All Game of Thrones Season 7 Episodes, Ranked From Worst to Best

Thrones Y’all! The finale of possibly the most watched show on the planet right now has aired, and fans have unfortunately been forced to make do with only 7 episodes of the second last season of the epic fantasy saga set in the mythical land of Westeros. Reveling from the after effects of it, and coming to terms with the long night that is upon us (the next season reportedly comes out in 2019), we hereby attempt to evaluate what the seventh season brought forth on display.

For firsts, this season felt the least ‘Game of Thrones’ like. There was something inherently missing. I could, I think squarely point that out to the story not being based on George RR Martin’s work anymore, since his fifth book in the series, “The Winds of Winter” is still in development. That would leave the responsibility of the show’s happenings with DB and DB (the developers of the show). There was inherently a lot of fan service this time around, which made this season somewhat very “safe”, if you know what I mean. The unpredictability that made GoT, well, GoT was gone. You knew your favourite characters were going to make it out of a pickle, if ever they found themselves in one. That being said, it’s not necessarily a bad thing either. As humans, we always tend to yearn for happy endings, for justice being served in the end. The Starks finally seem to be headed that way, as the great number of reunions in this season would suggest. While the fans in us won’t be ready to bid farewell to our favourite show even if it happens two years later, it would seem from its present direction that it may be a pleasant one.

In terms of quality, this was also the most turbulent among the seasons, with episodes varying from, I shouldn’t say this, bad to just meh to overall satisfactory, with some really great moments mixed in. However, credit where it’s due, the budget this time is considerably pushed up a notch. You could almost assume that the budget of CGI on dragons and green screen for some locales is almost equal to the actors’ remuneration, it’s so extensive and commendably well done. As is expected, the production values are top notch. The actors perform consistently well; it also has its share of tense moments handled with great dramatic flair, and some great dialogue to go with it. But is it the best Game of Thrones can offer? No. Is it the worst? Definitely no. Is the best yet to come? Maybe. All said and done, here we rank all seven episodes from presumably worst, to the best in the lot. Read on!

SPOILER ALERT, obviously. So, if you haven’t watched the entire season yet, reading ahead may be an exercise in futility.

7. Beyond the Wall

Quite possibly, one of the worst written episodes of the series. The major fault line here is exposed right at the heart of it. The premise: Jon leading a group of men north of the Wall to secure a wight to convince Cersei that the threat is real; made little to no sense to me. In such a scenario, you would want to think that you would either spot a wight in isolation, or in a small group, and not accompanied by the night king and other white walkers. Still, that doesn’t explain the complete lack of preparation on the group’s part. Gendry was carrying a hammer for crying out loud.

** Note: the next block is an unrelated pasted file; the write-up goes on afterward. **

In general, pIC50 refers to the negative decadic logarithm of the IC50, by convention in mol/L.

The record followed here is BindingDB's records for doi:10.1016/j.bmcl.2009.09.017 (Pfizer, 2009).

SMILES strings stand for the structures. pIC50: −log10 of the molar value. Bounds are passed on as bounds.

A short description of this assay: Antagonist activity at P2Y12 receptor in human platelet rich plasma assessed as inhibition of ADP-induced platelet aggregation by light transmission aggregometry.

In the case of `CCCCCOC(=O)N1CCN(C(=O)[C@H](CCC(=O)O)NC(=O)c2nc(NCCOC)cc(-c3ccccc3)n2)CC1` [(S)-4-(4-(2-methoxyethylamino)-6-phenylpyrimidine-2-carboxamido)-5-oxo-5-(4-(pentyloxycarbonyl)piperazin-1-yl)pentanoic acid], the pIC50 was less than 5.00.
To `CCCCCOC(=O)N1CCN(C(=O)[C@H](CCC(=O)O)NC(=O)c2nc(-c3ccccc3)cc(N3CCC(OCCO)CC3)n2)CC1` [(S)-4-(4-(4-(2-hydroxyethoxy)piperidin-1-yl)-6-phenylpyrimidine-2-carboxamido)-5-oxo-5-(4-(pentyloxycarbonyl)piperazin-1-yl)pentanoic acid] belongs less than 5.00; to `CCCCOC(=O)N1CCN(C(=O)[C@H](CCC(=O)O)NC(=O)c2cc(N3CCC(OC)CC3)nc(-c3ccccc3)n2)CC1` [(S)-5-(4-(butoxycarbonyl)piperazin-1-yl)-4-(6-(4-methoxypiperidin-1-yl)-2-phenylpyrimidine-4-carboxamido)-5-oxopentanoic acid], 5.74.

Also, the concept of time and space seems completely absent here. Large distances are covered in abnormally short periods of time. But that, I think, can be applied to the whole of this season. The famous dragon quip too, got old this time around. The sound of Drogon screeching in the sky didn’t raise excitement levels, you KNEW they were going to make it. The same, however cannot be said for poor Viserion. The conversion of Viserion into a wight may have excited a few viewers, but till then I’d had my fill of “where did he get those chains” and “who chained the dragon up from the bottom of the lake” jokes, thanks to the instant sensation that they were on social media. Finally, Benjen Stark died for nothing.

The Good: The only positives, few and far in between for this episode, include the visual aspects of it; Tyrion trying to convince Daenerys to do “nothing” and Daenerys and Jon mutually agreeing that the major threat lies to the North of the Wall, while Jon proclaims her ‘Queen’ make the better bits of it.

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6. Eastwatch

The Good: Daenerys going all “dracarys” on Randyll and Dickon Tarly, and her little moment of conflict with Tyrion; Bran’s little rendezvous with the Night King; Littlefinger plotting to pitch the Stark sisters against each other using the scroll that Sansa was made to write under influence from Cersei; Sam’s moment of reckoning; Jon’s moment with Drogon; The Daenerys-Jorah reunion; Jaime’s interaction with Cersei about how the war was impossible to win for them, and Cersei refuting, declaring she is pregnant.

The Bad: While I loved Gendry’s character early on in the show, I hope the writers have good reason to bring him back. What’s more? Arya’s awkward conversation with Sansa; the whole sequence on the shores of King’s Landing was poorly written; Jon assembling the ‘Suicide Squad’ to capture a wight North of the Wall at Eastwatch. Frankly, as mentioned earlier, this premise seems completely farfetched.

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5. Stormborn

The Good: Strategy building between Daenerys and her allies at her newfound base, Dragonstone. Olenna Tyrell having little dialogue and owning it completely, advising Daenerys not to listen to “clever men”; Arya’s encounter with Nymeria and her decision to return North instead when she hears Jon has retaken it; The tension between Jon and Sansa; Jon’s interaction with Littlefinger in the crypts; Sam’s treatment of Jorah’s greyscale, a bit too convenient, but acted out well.

Apart from these developments, the battle at sea, the invasion of Yara’s fleet by Euron’s is generally well done. However, it does require its fair share of leaps of faith and suspension of fair logic.